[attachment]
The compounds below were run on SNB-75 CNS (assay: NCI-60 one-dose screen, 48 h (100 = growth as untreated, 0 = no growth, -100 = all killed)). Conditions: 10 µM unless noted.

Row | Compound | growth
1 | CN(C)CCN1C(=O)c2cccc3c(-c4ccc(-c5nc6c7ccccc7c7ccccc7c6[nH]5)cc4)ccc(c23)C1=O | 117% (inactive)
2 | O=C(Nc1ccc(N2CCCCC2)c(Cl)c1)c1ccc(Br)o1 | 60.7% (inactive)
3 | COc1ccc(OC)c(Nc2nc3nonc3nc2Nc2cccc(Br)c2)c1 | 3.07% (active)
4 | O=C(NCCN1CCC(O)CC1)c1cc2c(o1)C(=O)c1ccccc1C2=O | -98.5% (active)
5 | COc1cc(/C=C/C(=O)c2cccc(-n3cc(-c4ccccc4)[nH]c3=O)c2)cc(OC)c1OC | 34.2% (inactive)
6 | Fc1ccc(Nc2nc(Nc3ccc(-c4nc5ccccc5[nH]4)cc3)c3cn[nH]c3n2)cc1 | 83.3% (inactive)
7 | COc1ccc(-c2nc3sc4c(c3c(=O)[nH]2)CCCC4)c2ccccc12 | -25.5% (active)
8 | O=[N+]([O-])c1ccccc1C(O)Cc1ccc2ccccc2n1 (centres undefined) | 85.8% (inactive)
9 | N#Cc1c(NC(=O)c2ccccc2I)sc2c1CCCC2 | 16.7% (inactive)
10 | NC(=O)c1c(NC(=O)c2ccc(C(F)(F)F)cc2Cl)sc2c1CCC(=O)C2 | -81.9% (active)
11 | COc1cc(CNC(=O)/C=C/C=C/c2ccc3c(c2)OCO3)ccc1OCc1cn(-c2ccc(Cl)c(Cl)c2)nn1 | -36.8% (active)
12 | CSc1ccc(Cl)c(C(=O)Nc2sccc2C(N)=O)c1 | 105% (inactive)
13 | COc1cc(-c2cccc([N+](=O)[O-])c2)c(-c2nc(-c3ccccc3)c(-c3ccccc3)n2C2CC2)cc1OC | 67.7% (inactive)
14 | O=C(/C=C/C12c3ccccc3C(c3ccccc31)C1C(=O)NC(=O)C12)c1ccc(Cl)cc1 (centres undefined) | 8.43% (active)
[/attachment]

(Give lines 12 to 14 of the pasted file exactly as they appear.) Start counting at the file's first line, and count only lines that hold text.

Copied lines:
10 | NC(=O)c1c(NC(=O)c2ccc(C(F)(F)F)cc2Cl)sc2c1CCC(=O)C2 | -81.9% (active)
11 | COc1cc(CNC(=O)/C=C/C=C/c2ccc3c(c2)OCO3)ccc1OCc1cn(-c2ccc(Cl)c(Cl)c2)nn1 | -36.8% (active)
12 | CSc1ccc(Cl)c(C(=O)Nc2sccc2C(N)=O)c1 | 105% (inactive)